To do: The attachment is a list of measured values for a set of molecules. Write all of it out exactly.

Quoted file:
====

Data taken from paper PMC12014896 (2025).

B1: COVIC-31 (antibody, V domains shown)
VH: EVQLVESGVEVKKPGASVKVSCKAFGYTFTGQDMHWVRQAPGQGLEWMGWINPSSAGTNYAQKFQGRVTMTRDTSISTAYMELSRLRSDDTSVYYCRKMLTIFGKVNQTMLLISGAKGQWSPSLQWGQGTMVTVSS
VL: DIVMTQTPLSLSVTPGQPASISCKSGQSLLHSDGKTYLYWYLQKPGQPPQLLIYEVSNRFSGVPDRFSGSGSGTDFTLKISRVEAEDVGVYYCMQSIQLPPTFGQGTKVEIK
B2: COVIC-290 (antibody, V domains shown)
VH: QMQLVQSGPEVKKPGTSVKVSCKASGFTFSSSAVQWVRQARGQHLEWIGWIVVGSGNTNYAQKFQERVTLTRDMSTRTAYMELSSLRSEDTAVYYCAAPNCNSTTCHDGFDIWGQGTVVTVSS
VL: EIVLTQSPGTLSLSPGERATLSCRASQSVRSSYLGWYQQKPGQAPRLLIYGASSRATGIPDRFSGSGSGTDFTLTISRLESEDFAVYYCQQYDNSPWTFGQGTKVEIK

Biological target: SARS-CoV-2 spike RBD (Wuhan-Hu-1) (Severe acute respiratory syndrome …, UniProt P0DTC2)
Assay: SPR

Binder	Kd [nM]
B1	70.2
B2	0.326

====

Data taken from paper PMC12014896 (2025).

B1: COVIC-31 (antibody, V domains shown)
VH: EVQLVESGVEVKKPGASVKVSCKAFGYTFTGQDMHWVRQAPGQGLEWMGWINPSSAGTNYAQKFQGRVTMTRDTSISTAYMELSRLRSDDTSVYYCRKMLTIFGKVNQTMLLISGAKGQWSPSLQWGQGTMVTVSS
VL: DIVMTQTPLSLSVTPGQPASISCKSGQSLLHSDGKTYLYWYLQKPGQPPQLLIYEVSNRFSGVPDRFSGSGSGTDFTLKISRVEAEDVGVYYCMQSIQLPPTFGQGTKVEIK
B2: COVIC-290 (antibody, V domains shown)
VH: QMQLVQSGPEVKKPGTSVKVSCKASGFTFSSSAVQWVRQARGQHLEWIGWIVVGSGNTNYAQKFQERVTLTRDMSTRTAYMELSSLRSEDTAVYYCAAPNCNSTTCHDGFDIWGQGTVVTVSS
VL: EIVLTQSPGTLSLSPGERATLSCRASQSVRSSYLGWYQQKPGQAPRLLIYGASSRATGIPDRFSGSGSGTDFTLTISRLESEDFAVYYCQQYDNSPWTFGQGTKVEIK

Biological target: SARS-CoV-2 spike RBD (Wuhan-Hu-1) (Severe acute respiratory syndrome …, UniProt P0DTC2)
Assay: SPR

Binder	Kd [nM]
B1	70.2
B2	0.326